The fullscreen, 1.37:1 black and white transfers for Bronco: The Complete Second Season look sharp, with solid blacks, mostly good contrast (a few scenes from time to time look a little blown out--but nothing major), a sharpish image, and the expected level of screen imperfections (low).
The Dolby Digital English mono audio track is fine, with low hiss and a decent re-recording level. No subtitles or closed-captions.
No extras for Bronco: The Complete Second Season.
The WB TV oaters roll on. Perhaps not quite as solid as the first season, this second offering of Bronco nonetheless delivers some hard-ridin', fist-flyin', hot lead-spittin' action, along with (mostly) well-executed, interesting stories. Ty Hardin is holding his own. I highly recommend Bronco: The Complete Second Season.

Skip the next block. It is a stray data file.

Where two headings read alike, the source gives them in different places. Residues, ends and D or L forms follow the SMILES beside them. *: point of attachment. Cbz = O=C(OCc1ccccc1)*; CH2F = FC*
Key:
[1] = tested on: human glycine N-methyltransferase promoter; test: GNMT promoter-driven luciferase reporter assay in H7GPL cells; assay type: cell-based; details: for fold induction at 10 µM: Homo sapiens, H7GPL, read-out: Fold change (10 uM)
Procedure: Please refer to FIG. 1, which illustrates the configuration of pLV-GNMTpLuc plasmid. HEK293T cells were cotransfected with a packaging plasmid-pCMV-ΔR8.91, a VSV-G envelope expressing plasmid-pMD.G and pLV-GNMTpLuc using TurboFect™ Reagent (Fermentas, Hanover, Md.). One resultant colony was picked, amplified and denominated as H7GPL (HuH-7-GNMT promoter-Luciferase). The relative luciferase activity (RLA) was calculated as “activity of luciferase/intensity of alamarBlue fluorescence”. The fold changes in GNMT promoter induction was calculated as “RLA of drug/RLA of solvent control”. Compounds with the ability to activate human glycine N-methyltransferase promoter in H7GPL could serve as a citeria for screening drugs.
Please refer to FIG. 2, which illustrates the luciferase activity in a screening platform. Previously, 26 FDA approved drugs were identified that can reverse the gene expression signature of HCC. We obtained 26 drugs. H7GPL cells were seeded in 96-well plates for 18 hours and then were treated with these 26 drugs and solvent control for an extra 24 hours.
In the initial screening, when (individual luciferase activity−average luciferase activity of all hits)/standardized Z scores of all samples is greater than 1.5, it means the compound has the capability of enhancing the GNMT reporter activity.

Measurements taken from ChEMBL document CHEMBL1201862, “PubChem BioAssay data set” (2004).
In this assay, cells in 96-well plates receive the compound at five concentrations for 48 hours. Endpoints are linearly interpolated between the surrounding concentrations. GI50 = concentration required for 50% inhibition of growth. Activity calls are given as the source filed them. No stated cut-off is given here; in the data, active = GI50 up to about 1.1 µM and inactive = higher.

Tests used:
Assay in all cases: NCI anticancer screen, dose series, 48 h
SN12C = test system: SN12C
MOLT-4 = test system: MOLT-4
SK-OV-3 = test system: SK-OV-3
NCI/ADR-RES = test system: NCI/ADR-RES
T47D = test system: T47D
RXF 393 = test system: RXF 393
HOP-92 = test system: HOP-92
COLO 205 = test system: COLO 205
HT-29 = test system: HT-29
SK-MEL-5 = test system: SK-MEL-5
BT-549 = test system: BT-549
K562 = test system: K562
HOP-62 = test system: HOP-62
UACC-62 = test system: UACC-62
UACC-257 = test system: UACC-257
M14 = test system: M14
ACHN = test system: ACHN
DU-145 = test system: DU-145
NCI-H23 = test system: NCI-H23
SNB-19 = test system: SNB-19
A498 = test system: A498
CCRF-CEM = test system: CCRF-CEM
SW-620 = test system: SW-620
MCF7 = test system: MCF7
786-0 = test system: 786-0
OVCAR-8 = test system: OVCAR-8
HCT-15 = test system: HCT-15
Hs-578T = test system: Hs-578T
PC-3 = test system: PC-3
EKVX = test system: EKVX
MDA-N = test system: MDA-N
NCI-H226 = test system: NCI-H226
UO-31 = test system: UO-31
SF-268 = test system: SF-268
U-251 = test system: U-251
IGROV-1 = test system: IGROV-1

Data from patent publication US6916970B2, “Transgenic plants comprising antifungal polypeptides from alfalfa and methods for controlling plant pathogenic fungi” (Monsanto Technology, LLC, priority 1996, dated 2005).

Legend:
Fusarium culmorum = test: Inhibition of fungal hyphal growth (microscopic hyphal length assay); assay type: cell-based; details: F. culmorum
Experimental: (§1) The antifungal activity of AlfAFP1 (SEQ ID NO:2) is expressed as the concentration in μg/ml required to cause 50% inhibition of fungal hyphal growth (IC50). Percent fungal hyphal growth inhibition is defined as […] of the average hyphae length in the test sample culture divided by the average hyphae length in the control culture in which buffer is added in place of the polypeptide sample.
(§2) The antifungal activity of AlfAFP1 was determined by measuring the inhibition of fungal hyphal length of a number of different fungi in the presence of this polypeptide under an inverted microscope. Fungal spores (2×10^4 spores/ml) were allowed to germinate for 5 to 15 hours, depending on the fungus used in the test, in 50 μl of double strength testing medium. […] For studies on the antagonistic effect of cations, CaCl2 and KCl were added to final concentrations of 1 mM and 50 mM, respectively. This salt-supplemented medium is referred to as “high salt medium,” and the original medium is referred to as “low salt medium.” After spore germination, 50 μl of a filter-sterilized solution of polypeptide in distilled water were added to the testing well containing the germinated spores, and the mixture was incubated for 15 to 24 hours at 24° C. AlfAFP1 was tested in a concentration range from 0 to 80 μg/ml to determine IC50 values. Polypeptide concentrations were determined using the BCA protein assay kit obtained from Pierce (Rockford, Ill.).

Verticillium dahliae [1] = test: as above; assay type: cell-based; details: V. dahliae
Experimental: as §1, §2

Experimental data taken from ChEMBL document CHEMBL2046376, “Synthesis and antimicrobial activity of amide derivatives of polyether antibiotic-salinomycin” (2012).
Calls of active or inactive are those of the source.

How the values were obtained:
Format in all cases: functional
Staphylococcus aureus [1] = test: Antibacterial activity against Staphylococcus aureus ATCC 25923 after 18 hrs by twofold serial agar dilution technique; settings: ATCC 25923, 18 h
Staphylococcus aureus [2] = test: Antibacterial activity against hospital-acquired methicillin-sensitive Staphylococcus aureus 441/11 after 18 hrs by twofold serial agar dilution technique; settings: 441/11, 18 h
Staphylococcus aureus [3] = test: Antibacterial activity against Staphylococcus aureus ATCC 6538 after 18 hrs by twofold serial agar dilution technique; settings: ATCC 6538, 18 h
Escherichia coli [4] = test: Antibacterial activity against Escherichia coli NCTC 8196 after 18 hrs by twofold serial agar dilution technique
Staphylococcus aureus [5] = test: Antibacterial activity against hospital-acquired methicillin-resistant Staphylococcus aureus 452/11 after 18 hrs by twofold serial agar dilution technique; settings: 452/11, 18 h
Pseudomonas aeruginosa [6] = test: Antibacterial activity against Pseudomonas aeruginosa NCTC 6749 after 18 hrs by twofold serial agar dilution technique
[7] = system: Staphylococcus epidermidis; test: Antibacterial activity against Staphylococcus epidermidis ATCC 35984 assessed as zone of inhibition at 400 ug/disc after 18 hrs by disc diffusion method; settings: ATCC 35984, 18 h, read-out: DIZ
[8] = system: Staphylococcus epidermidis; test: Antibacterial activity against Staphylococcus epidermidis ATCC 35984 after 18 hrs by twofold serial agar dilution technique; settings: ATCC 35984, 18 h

Paul Mavis is an internationally published movie and television historian, a member of the Online Film Critics Society, and the author of The Espionage Filmography.